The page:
Another consequence of a tactic of widespread unexpected local uprisings is it forces the regime to rely on local basij militia to counter the local uprisings. This puts the forces of repression directly in opposition to people they know. There have been a number of examples of local basij militia being called up and refusing to enlist.
The arson followed by prolonged shooting in one of the buildings in Evin prison housing recent arrestees, in which an unknown number of inmates were killed or injured, perhaps shows the frustration felt by the repressive arm of the regime.
Choosing the right slogan is important in any uprising. Alongside the ubiquitous slogans demanding an end to the Islamic Republic, the slogan “Women, Life, Freedom”, has become one of the most common slogans heard, particularly because it speaks to every need in Iranian society. With “Women” it addresses all forms of discrimination, whether gender, sexuality, ethnic, or linguistic; and any inequality, whether economic, cultural, or ideological. With “Life” it opposes poverty, unemployment, exploitation, commodification and destruction of nature, and welcomes all that enhances a future society that is beautiful, harmonious and equal. Finally, “Freedom” not only demands individual and civic freedoms but also celebrates all forms of public freedoms from speech to sexuality. Liberation from all forms of dictatorships to all forms of patriarchy.
For this reason, the slogan “Women, Life, Freedom” speaks to all that must change, not just under the Islamic Republic but also under capitalism. It speaks equally to women and men from all walks of life, to workers, to students, to teachers and school children, to writers, to artists, to sportsmen and women. From the very young to the old. From the dustman to the lawyer. It is its universality that makes it ubiquitous. It appeals to reformist as well as the radical revolutionary. And finally, the slogan transcends boundaries and can apply to all countries, whether neighbour or further afield – it is an international slogan for freedom and liberation. Thus it possesses the hallmark of a good slogan that can unite a population against an autocracy that effects all but the few, and yet can also go beyond.
Women, Life, freedom is a strategic slogan.
From protest to overthrow
From here on the road becomes more precarious. What now faces the protestors is how to progress from being a street movement to overthrowing the Islamic regime. Here the absence of an overall leadership and of co-ordination at the national level may be a handicap. Moreover, despite sporadic strikes by the working class in the petrochemical and some other industries, and support from more organised groups of workers with a history of mass action like the teachers, lorry drivers and Tehran bus drivers, the mass of the working class has not yet joined the protest. Mass closure of shops and markets have been mainly confined to Kurdistan. Nor have white collar workers in offices and other state employees taken significant action. All of these are necessary to paralyse the Islamic regime and split its security apparatus.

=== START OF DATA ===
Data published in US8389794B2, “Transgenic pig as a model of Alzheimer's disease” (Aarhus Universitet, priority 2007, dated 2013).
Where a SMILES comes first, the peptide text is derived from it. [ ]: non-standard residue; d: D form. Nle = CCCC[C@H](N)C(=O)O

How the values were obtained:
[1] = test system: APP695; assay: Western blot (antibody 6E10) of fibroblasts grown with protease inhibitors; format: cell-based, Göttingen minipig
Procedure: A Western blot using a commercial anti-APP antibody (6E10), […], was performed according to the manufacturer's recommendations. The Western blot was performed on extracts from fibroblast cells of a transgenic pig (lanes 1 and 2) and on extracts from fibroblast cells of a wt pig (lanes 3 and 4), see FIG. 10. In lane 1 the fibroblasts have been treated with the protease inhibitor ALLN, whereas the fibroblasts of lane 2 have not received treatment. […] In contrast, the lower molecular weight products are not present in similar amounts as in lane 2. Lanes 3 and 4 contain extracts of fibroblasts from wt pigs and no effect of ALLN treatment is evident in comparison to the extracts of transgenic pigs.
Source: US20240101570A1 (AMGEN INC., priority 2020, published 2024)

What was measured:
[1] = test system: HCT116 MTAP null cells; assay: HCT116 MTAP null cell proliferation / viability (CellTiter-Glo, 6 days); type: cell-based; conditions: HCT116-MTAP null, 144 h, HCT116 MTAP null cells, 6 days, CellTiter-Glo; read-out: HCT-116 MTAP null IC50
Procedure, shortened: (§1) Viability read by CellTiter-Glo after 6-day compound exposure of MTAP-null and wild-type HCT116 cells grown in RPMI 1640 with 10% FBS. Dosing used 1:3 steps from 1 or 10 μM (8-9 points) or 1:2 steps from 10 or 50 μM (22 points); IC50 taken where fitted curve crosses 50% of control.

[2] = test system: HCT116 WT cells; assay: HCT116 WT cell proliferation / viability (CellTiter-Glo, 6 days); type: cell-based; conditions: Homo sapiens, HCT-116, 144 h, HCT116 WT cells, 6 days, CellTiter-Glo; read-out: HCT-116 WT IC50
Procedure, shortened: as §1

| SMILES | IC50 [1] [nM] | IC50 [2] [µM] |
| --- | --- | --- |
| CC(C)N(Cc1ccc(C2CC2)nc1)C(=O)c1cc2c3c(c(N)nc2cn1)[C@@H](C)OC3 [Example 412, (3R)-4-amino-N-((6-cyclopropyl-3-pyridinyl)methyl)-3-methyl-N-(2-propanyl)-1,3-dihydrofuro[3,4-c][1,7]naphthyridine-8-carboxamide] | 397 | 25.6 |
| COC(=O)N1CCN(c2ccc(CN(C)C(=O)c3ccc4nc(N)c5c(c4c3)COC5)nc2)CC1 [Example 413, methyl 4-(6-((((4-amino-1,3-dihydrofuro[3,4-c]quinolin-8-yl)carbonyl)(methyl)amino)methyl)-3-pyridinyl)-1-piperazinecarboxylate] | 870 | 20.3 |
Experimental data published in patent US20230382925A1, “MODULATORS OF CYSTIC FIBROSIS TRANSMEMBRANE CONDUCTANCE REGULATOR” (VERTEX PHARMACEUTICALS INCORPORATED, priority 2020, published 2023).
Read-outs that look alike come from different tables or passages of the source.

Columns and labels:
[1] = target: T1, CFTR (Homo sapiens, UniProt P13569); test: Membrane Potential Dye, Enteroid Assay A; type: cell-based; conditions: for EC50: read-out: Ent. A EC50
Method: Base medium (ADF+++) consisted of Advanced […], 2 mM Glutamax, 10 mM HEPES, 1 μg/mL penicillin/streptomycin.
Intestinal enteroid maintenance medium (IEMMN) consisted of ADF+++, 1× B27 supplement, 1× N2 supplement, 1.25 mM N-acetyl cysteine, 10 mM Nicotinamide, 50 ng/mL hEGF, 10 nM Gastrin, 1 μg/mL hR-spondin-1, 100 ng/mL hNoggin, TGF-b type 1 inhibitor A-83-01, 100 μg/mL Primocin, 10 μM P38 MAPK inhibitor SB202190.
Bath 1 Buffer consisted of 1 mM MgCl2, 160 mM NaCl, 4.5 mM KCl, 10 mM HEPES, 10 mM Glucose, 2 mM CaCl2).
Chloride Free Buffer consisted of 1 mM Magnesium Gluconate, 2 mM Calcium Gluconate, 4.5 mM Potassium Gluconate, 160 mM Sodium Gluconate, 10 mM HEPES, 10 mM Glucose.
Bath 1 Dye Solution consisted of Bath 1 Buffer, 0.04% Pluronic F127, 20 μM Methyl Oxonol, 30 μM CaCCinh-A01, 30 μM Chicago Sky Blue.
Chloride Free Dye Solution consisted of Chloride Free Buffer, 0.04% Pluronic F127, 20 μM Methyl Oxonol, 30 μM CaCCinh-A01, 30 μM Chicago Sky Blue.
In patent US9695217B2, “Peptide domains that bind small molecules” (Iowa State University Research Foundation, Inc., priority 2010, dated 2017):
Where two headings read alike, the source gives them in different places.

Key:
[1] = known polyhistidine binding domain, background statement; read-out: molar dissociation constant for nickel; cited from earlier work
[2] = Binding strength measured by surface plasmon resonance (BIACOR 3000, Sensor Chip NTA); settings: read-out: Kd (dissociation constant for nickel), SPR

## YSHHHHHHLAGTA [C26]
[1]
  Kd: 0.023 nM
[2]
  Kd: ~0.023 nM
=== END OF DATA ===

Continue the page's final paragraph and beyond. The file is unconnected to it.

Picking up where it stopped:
At this juncture another set of players enter the scene, namely the myriad of TV, radio and other means of communications, funded by foreign powers, zooming down and bombarding the people of Iran. TV stations such as Iran International, Man-o-To, BBC, Voice of America, and of course the social media are watched by millions of Iranians. All are trying to divert the popular struggle into paths that they can control and to provide a national leadership of their liking. One policy, particularly followed by the Saudi-funded Iran International TV station at present, is trying to co-ordinate the street demonstrations across the nation and abroad. This makes it easier to lead the movement along their desired directions. The internal opposition needs to be wary of such manoeuvres to impose what some have called “an Iranian Chalabi” on the country, referring to Ahmad Chalabi who was the Neo-con’s favoured candidate to rule Iraq after the US invasion.